Tomorrow Mother Connie will have something tasty, healthy and much more budget minded for you to consider.  That is, if inspiration strikes like lightning!

Meantime, you are all to be commended for sharing the word about the Club…new members are signing on every day and we welcome each one with open arms.  We seriously mean to encourage anyone who is living on a dime, depending on public assistance for their food dollars.  We expect to be of service to people with EBT cards from SNAP or WIC.  We offer a hand to those who have goods from a food bank, food pantry or who get food commodities.  We love it when we hear from our members, either by commenting here or sending a message to  We read every message and respond as we are able.  THANK YOU ALL SO MUCH.

~Connie Baum

The FTC wants you to know there are links on this blog. Should they be clicked, resulting in sales, your humble blogger would be fairly compensated. Please do your due diligence when conducting affairs online or offline. Always do business with those you trust implicitly.

PS:  After this post was published, I found a link you may appreciate:

 Shopping Tips for Healthier Eating

Facebook Friends + Food Stamps Cooking Club

August 6th, 2012


Sofrito is something one of our Facebook friends posted. It made my mouth water, just to see the recipe and see how easy it is to prepare!


Summer has savaged us this year.  It has been too hot to eat lately, much less cook.  If you cook on a shoestring, it’s even more daunting.  A Facebook friend, who is also a foodie, shared this recipe and I think it’s a winner.  Here is Loren’s recipe as it appeared on Mother Connie’s timeline:


‎2 green peppers, cored and diced in chunks
1 red pepper, cored and diced in chunks
4 onions diced in chunks
3 medium size tomatoes, diced in chunks
25 cilantro leaves
3medium heads of garlic
1 tablespoon salt
1 tablespoon of pepper.
Put everything in a food processor or blender and blend until smooth. I freeze mine in ice trays, so I can use one at a time and it does not have to be cooked unless you use it in stews, roasting meats, etc. Enjoy!!
Thank you, Loren.  I’m sure we shall!
Another way to prepare an inexpensive summer meal is to use zucchini pesto.  Goodness knows the zukes are still coming and when you top pasta with pesto you have a quick, affordable meal that will tantalize the taste buds of everyone in your family!  This is DELICIOUS!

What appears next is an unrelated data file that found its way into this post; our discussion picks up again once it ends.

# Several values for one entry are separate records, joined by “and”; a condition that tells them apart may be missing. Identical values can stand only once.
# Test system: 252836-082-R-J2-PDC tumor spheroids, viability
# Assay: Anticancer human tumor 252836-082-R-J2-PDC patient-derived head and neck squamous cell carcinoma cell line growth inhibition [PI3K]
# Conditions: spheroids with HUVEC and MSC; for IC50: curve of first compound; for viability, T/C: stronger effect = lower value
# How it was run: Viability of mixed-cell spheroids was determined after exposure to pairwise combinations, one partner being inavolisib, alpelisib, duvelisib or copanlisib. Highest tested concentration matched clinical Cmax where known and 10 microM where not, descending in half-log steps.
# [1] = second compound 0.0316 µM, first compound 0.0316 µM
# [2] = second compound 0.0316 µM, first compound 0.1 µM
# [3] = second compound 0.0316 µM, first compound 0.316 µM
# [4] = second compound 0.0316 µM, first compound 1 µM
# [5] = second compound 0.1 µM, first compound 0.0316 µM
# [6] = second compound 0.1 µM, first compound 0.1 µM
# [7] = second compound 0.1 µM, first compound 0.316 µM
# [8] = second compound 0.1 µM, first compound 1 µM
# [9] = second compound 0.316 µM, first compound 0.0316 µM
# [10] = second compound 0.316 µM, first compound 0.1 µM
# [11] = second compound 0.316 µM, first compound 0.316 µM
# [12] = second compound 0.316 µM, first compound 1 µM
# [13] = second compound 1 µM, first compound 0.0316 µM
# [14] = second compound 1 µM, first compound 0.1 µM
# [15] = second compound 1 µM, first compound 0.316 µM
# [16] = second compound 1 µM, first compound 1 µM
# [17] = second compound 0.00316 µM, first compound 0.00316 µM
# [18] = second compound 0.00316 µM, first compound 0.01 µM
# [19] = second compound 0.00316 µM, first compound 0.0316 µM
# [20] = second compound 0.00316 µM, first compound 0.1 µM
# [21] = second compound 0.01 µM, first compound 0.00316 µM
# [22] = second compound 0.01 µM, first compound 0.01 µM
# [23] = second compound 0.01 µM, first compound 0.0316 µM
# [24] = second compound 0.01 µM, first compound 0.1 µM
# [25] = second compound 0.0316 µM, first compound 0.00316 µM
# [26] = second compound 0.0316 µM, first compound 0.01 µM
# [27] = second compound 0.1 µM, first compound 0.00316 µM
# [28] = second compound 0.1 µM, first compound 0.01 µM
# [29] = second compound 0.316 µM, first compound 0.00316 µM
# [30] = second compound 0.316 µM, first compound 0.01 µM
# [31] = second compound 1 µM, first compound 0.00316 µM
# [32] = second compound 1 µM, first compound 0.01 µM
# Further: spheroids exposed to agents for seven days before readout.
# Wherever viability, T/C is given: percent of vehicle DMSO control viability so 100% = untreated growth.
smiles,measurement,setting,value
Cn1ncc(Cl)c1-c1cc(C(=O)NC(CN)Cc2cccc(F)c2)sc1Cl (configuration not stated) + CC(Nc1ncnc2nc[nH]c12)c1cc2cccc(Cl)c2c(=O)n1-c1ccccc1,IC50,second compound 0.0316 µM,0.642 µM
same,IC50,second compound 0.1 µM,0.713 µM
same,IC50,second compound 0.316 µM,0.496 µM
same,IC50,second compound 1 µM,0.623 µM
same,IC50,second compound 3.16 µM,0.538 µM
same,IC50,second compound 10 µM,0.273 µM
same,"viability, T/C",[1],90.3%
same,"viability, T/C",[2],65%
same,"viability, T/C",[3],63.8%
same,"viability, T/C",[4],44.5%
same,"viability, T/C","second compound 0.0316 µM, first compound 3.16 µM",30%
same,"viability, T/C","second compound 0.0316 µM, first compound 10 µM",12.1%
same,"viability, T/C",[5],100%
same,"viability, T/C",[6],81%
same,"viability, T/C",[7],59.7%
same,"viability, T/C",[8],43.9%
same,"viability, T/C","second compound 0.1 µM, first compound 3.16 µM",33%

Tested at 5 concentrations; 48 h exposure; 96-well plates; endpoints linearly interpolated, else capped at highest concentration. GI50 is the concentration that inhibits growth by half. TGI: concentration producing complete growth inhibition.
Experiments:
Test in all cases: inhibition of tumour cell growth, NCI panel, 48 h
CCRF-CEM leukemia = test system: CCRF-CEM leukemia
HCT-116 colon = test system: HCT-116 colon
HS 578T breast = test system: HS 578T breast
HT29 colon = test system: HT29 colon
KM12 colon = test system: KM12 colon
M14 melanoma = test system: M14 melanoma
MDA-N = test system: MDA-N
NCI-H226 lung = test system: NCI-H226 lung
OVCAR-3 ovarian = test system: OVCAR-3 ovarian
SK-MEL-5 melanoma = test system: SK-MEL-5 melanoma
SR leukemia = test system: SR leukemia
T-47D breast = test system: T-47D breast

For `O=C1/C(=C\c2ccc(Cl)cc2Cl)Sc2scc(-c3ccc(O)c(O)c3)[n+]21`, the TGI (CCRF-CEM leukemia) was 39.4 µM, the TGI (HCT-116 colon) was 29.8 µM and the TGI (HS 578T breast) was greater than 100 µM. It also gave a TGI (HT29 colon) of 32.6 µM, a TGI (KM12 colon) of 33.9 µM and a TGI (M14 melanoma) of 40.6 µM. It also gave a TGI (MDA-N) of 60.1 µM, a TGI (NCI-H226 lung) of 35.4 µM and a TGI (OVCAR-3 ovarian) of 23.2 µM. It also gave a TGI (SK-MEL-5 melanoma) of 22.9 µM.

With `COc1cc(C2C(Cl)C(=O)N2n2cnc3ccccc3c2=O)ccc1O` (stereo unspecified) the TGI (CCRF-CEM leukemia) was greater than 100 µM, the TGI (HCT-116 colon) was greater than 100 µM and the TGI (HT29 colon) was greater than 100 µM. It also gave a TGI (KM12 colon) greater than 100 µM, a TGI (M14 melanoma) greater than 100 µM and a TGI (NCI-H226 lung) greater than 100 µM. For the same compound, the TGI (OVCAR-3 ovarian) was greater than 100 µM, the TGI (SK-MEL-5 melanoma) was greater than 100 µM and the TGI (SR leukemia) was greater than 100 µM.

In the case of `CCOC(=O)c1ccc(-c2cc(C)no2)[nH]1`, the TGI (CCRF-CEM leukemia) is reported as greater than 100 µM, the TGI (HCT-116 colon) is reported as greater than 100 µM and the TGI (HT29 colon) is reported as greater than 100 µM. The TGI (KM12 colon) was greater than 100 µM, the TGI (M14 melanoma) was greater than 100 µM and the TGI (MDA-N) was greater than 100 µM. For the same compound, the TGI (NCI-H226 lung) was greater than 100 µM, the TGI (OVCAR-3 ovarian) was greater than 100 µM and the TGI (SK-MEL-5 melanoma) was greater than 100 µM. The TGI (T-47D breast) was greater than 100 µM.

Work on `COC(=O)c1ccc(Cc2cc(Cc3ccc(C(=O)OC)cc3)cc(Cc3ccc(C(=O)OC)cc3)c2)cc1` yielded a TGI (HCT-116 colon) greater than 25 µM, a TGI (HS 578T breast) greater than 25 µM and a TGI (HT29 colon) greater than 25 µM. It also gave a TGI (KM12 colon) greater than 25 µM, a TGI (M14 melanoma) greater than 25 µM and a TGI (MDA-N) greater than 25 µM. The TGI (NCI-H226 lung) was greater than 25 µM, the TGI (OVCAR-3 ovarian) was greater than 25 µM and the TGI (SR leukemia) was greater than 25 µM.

Another Facebook friend and foodie from across the pond in the UK offered this treat!
Zucchini Pesto
2 medium zucchinis, roughly chopped
3 cloves of garlic
Approx 1/2 cup fresh basil or other herb  *MC here:  Use dried if that’s all you have.
Scant 1/4 cup sunflower seeds with no shells
Heaping 1/4 cup of freshly grated Parmesan *MC again:  I bet the Kitchen Police will have nothing to report if you use whatever Parm you have available.  Unless you’re close to Italy, that is.  grin
Heaping -although oil doesn’t heap well- 1/4 cup olive oil *MC once more: Don’t mention to the K.P. if you have no olive oil and wish to substitute another veg oil.  I’ll never tell, either.
This a very quick and easy prep and can be made in 5 minutes from start to finish.  Pop your zukes, seeds, garlic, and cheese into the blender and process until chunky.  Start adding the oil in a slow and steady drizzle.  Continue to puree into the mixture is smooth.  Add salt to taste and you are ready to eat!
A zucchini pesto tastes like summer and since you can get it ready in mere minutes, it makes the perfect after-work al fresco dinner!
~Debs Parkes
Debs, thank you very much.  I’m sure our Members will appreciate having this summer specialty!
Are you holding an EBT card for WIC or SNAP?  Do you visit a food bank or food pantry?  Are you using food commodities?  Do you s t r e t c h your food budget as far as you dare month after month?  Are you living on a dime?   If any of these describes your situation, you may feel as if you are never listened to or never heard.  The good news is that someone does care.  The Food Stamps Cooking Club is loaded with people who are in the same boat AND you are invited to submit your story to people who want to know about it.
In our last post, we introduced you to Meg Cramer.  She is associated with the Public Insight Network.  She and her colleagues are really interested to hear from anyone who has received public assistance, so please share your story, if you are so inclined.  It’s quick, painless, confidential and there is nothing to buy.  In order to participate in this important activity, just click on the links that say “Meg Cramer” and “Public Insight Network“.  If you have questions, she welcomes your  email Meg at .
If you have scoped out the blogs we have mentioned recently, you know how delightful they really are.  It’s noteworthy that most of the bloggers who receive comments are kind enough to reply to those comments.  You don’t often find that kind of attention to people who take the time to comment; how refreshing!  Again, we invite you to visit Creative Savv or CT On a Budget, as well as  Poor to Rich a Day at a TimeBe sure to mention that Mother Connie sent you!   If YOU find blogs you think we’d appreciate, please feel free to share!
The FTC wants you to know there are links in this post.  Should they be clicked, resulting in sales, your humble blogger would be fairly compensated.  Please do your due diligence when conducting affairs online or offline.  Always do business with those you trust implicitly.

Orzo-Broccoli Summer Salad at Food Stamps Cooking Club

July 19th, 2012

Cool, refreshing summer salads are just the ticket for hot days and hungry families!